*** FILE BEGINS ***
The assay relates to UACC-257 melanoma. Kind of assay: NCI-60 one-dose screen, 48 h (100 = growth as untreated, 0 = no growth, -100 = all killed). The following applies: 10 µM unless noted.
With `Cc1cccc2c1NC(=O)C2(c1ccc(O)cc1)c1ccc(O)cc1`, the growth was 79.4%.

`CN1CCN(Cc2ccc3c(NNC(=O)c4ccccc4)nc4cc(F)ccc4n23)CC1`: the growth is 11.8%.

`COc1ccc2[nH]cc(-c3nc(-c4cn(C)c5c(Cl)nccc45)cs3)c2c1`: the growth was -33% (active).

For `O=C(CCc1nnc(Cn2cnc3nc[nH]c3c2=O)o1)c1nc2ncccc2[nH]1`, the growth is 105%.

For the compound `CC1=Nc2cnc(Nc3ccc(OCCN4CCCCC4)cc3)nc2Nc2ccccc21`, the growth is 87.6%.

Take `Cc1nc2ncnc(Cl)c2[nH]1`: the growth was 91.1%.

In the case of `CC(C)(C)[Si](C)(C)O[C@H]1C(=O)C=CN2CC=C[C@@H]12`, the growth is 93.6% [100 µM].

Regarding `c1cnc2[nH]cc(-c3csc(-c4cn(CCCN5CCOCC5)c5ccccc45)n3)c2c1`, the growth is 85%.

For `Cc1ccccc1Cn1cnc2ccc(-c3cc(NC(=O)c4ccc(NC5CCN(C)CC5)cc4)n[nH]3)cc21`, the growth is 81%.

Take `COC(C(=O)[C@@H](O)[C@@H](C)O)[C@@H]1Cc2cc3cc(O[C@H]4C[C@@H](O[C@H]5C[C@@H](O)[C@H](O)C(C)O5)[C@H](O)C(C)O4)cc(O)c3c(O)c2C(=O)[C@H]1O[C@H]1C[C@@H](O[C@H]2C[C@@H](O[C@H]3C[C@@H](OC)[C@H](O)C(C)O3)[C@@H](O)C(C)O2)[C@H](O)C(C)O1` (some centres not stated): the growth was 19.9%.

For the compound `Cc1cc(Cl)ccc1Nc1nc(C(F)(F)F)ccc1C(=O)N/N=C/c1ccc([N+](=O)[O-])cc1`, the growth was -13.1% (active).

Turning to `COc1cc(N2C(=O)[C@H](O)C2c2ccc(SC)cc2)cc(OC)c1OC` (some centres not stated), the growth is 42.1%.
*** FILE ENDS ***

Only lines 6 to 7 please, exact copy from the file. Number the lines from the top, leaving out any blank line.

For the compound `CC1=Nc2cnc(Nc3ccc(OCCN4CCCCC4)cc3)nc2Nc2ccccc21`, the growth is 87.6%.

Take `Cc1nc2ncnc(Cl)c2[nH]1`: the growth was 91.1%.